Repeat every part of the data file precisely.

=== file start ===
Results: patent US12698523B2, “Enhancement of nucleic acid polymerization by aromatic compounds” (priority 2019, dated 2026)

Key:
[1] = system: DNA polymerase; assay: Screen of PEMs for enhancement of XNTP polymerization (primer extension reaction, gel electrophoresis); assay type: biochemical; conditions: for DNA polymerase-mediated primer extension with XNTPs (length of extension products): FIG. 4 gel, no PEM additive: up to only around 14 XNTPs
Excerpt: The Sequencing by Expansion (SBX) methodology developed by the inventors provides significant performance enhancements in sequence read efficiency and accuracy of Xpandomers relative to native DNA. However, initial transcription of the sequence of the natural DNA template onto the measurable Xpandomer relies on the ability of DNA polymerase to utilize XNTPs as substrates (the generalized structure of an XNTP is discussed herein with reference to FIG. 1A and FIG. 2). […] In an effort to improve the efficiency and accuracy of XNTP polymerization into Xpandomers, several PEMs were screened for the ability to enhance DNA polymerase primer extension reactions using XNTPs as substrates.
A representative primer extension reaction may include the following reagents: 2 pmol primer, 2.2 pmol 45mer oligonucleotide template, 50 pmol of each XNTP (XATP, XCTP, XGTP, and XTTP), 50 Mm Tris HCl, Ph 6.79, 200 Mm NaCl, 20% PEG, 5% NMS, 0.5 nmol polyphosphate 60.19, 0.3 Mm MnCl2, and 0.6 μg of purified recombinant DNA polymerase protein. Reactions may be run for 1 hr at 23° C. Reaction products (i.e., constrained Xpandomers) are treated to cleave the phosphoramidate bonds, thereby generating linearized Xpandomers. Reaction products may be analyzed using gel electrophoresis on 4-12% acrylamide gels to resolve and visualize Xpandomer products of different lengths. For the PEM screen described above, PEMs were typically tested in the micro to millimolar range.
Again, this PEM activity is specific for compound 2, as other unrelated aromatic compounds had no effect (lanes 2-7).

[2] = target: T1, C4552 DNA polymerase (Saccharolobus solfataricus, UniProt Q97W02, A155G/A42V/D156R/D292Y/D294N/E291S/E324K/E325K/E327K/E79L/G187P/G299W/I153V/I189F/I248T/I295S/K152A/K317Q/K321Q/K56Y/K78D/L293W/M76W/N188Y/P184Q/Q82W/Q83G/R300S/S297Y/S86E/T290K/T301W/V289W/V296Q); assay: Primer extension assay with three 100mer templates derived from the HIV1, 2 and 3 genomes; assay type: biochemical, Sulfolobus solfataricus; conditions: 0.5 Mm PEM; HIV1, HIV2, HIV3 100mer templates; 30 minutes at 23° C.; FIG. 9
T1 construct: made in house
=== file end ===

Results: patent US12698523B2, “Enhancement of nucleic acid polymerization by aromatic compounds” (priority 2019, dated 2026)

Key:
[1] = system: DNA polymerase; assay: Screen of PEMs for enhancement of XNTP polymerization (primer extension reaction, gel electrophoresis); assay type: biochemical; conditions: for DNA polymerase-mediated primer extension with XNTPs (length of extension products): FIG. 4 gel, no PEM additive: up to only around 14 XNTPs
Excerpt: The Sequencing by Expansion (SBX) methodology developed by the inventors provides significant performance enhancements in sequence read efficiency and accuracy of Xpandomers relative to native DNA. However, initial transcription of the sequence of the natural DNA template onto the measurable Xpandomer relies on the ability of DNA polymerase to utilize XNTPs as substrates (the generalized structure of an XNTP is discussed herein with reference to FIG. 1A and FIG. 2). […] In an effort to improve the efficiency and accuracy of XNTP polymerization into Xpandomers, several PEMs were screened for the ability to enhance DNA polymerase primer extension reactions using XNTPs as substrates.
A representative primer extension reaction may include the following reagents: 2 pmol primer, 2.2 pmol 45mer oligonucleotide template, 50 pmol of each XNTP (XATP, XCTP, XGTP, and XTTP), 50 Mm Tris HCl, Ph 6.79, 200 Mm NaCl, 20% PEG, 5% NMS, 0.5 nmol polyphosphate 60.19, 0.3 Mm MnCl2, and 0.6 μg of purified recombinant DNA polymerase protein. Reactions may be run for 1 hr at 23° C. Reaction products (i.e., constrained Xpandomers) are treated to cleave the phosphoramidate bonds, thereby generating linearized Xpandomers. Reaction products may be analyzed using gel electrophoresis on 4-12% acrylamide gels to resolve and visualize Xpandomer products of different lengths. For the PEM screen described above, PEMs were typically tested in the micro to millimolar range.
Again, this PEM activity is specific for compound 2, as other unrelated aromatic compounds had no effect (lanes 2-7).

[2] = target: T1, C4552 DNA polymerase (Saccharolobus solfataricus, UniProt Q97W02, A155G/A42V/D156R/D292Y/D294N/E291S/E324K/E325K/E327K/E79L/G187P/G299W/I153V/I189F/I248T/I295S/K152A/K317Q/K321Q/K56Y/K78D/L293W/M76W/N188Y/P184Q/Q82W/Q83G/R300S/S297Y/S86E/T290K/T301W/V289W/V296Q); assay: Primer extension assay with three 100mer templates derived from the HIV1, 2 and 3 genomes; assay type: biochemical, Sulfolobus solfataricus; conditions: 0.5 Mm PEM; HIV1, HIV2, HIV3 100mer templates; 30 minutes at 23° C.; FIG. 9
T1 construct: made in house